Though not far as the crow flies from Ireland’s west coast towns of Doolin and Galway, the treacherous moods of the wild Atlantic have long kept the people of the Aran Islands close.
Today, you will still hear Irish being spoken on every corner, but until the first tourists started to arrive in earnest, the history of the islands was shaped by isolation.
It’s been home in turn to Bronze Age warriors, pagan Celts and Catholic saints, and later the small Gaelic speaking fishing community who married their fortunes to the harsh environment.
Their reliance on the sea protected Aran Islanders from the famine that decimated much of Ireland during the mid 1800s. Today, as well as the tourists, students come to the islands during the summer for Irish language lessons.
There are three Aran Islands, and I visited the largest, Inis Mor, where the ferries are met by pony trap drivers offering to take visitors for a spin back in time.
The island is dotted with the ruins of bee hive huts and crumbling churches dating back to the tenth century, but most of the day trippers are here to see the most famous of the beautifully intact stone forts, Dun Aonghasa.
In ancient times this hill fort housed a thriving society of late-Bronze Age elites, and the walk up to where it looms on a hill at the cliffs’ edge has to be one of the “must do” experiences for visitors to Ireland.
The fort receives up to 1,000 visitors a day and like many, I opted for a hired push bike to take in the scenery on the seven km ride from the wharf to the fort.
About half way along there is a seal colony, where a family of giant seals heave themselves on and off rocks, bellowing to each other.
I was not a day tripper, so peddled many miles around the island, exploring only some of the natural wonders; strange rock formations with names like the Serpent’s Lair, the Worm Hole and the Puffing Hole along with more forts, cemeteries and churches.
The countryside is criss-crossed by stone walls, ponies graze in fields freckled with daisies and the pale blue Atlantic can be seen from almost everywhere.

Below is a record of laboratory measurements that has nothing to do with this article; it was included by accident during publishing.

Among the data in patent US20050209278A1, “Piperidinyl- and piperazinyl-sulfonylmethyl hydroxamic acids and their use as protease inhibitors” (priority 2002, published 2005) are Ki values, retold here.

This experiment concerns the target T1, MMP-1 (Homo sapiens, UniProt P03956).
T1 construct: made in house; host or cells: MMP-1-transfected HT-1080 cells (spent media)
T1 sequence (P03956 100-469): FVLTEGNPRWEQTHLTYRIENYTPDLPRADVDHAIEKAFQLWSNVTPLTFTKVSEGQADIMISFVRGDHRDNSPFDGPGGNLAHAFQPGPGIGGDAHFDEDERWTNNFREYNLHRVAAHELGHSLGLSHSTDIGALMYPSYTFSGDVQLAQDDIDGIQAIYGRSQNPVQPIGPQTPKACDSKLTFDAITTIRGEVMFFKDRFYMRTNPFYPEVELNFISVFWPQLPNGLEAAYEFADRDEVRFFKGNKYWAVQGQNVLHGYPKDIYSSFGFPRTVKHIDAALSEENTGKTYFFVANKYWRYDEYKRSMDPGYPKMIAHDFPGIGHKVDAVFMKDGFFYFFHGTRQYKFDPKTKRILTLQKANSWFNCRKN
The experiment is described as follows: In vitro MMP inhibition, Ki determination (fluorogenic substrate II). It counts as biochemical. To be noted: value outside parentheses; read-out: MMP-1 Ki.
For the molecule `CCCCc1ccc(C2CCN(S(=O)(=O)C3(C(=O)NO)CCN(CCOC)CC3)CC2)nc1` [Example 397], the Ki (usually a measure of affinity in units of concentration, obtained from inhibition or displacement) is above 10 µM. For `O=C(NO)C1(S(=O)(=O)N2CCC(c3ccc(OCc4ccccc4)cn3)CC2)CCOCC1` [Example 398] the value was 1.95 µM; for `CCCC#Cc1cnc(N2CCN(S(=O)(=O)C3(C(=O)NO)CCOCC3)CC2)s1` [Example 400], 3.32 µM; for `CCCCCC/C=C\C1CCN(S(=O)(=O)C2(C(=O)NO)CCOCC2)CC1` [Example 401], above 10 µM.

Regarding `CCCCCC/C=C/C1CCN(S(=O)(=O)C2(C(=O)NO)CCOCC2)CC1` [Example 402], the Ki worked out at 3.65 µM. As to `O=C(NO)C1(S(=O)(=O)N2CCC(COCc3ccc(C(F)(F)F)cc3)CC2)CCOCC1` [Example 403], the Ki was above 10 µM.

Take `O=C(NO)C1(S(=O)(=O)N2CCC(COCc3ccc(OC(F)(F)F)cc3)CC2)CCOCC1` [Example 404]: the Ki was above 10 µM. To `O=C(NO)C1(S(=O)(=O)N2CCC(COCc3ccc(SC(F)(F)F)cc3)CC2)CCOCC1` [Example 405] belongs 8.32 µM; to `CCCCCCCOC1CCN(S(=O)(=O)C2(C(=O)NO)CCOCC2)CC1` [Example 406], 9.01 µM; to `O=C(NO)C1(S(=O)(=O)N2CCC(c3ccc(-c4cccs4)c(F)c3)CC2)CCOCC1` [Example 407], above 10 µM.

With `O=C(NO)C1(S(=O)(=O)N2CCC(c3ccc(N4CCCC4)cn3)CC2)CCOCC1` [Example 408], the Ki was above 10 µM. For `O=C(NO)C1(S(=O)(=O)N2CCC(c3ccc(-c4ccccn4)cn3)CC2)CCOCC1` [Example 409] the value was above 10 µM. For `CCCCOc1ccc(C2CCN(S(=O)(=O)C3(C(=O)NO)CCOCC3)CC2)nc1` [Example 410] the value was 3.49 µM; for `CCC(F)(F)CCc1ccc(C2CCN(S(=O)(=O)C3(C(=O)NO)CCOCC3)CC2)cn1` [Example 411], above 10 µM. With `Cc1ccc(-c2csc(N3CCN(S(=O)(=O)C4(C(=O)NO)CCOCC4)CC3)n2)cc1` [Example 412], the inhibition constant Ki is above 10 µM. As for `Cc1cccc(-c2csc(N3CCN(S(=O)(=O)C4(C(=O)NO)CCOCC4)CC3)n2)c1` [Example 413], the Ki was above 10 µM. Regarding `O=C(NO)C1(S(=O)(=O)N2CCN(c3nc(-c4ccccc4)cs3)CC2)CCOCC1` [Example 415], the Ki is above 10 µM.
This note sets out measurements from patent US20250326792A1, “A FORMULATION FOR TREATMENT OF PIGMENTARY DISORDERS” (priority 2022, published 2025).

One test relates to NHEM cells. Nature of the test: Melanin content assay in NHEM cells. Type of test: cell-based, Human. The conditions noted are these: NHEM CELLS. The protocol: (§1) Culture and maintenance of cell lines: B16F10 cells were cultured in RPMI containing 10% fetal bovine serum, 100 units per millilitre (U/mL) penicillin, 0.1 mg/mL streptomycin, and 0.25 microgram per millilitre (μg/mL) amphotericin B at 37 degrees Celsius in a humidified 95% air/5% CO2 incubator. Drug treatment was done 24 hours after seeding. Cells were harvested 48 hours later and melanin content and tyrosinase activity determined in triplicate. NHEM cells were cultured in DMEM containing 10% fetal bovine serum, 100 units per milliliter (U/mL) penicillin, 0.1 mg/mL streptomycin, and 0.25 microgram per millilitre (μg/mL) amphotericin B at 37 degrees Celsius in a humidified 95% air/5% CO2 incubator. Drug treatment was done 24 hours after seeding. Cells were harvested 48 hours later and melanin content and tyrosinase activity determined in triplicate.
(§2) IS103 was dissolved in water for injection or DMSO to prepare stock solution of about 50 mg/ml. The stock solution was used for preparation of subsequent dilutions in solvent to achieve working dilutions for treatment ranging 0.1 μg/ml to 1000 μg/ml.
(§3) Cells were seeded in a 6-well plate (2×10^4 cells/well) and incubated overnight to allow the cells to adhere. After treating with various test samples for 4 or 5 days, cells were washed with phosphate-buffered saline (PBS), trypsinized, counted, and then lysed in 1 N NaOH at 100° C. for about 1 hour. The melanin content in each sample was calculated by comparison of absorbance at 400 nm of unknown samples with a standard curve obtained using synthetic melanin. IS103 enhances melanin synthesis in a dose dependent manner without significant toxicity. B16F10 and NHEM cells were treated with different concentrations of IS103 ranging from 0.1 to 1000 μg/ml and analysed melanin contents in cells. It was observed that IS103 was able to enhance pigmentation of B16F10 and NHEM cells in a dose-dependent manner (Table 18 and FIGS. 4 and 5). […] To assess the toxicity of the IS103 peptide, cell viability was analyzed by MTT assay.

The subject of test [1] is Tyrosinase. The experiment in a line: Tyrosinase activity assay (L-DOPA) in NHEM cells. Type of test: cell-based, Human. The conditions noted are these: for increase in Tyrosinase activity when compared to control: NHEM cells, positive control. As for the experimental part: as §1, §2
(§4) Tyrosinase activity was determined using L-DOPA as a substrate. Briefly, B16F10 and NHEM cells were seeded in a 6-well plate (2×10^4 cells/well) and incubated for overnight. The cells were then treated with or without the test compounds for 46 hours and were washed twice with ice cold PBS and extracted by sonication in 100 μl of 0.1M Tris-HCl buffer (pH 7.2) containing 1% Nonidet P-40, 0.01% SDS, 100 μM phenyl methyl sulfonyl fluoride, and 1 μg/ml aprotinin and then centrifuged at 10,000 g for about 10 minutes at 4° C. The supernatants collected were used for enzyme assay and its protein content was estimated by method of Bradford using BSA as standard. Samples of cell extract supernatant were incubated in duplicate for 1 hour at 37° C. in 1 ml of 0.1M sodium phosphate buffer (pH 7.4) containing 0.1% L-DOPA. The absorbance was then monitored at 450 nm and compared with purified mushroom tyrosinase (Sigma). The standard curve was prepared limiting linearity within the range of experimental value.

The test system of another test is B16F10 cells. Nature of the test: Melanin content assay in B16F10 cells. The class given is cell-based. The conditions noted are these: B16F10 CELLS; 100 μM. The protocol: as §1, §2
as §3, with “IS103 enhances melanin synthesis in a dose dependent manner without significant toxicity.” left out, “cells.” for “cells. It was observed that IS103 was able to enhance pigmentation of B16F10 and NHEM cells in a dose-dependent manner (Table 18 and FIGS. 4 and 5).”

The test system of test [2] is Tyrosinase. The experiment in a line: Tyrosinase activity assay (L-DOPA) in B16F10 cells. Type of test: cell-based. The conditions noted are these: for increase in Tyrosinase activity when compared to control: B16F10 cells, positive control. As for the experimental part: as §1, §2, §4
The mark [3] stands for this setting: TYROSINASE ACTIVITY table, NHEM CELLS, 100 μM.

The people are kindly and chatty and the main village, Kilronan, is tiny and traditional, with bars and craft shops selling the famous Aran knitwear.
The Aran sweater, which took weeks to knit by hand, is steeped in myth. The intricate patterns were once jealously guarded and are said to reflect the ancient symbols and patterns found in the fields, farms and folklore of the islanders.
Another controversial belief is that individual patterns were specific to certain clans, which, in a not so fun fact, were used to help identify bodies of drowned fishermen when they washed up on the beach.
The sweaters were originally hand-knitted with unwashed and undyed wool – the lanolin making them water resistant and warm for the wearer.
In the 1950s, Aran jumpers appeared in Vogue magazine, and famous Irish expats, folk singers, the Clancy Brothers and Luke Kelly began wearing them onstage. Soon orders were flowing in, and at one point more than 700 hand-knitters across Ireland were struggling to keep up with demand.
Recently, orders for the sweaters have gone through the roof again,after Hollywood hunk Chris Evans wore one in the movie Knives Out.
A visit to the Aran Islands uncovers the layers of Ireland’s ancient history and offers a taste of a traditional community dependent on the rugged environment for survival.
Now survival might be more tied to the tourists boats coming in and out of port and the sales of the once functional fishermen’s sweaters that provided protection from the harsh Atlantic elements.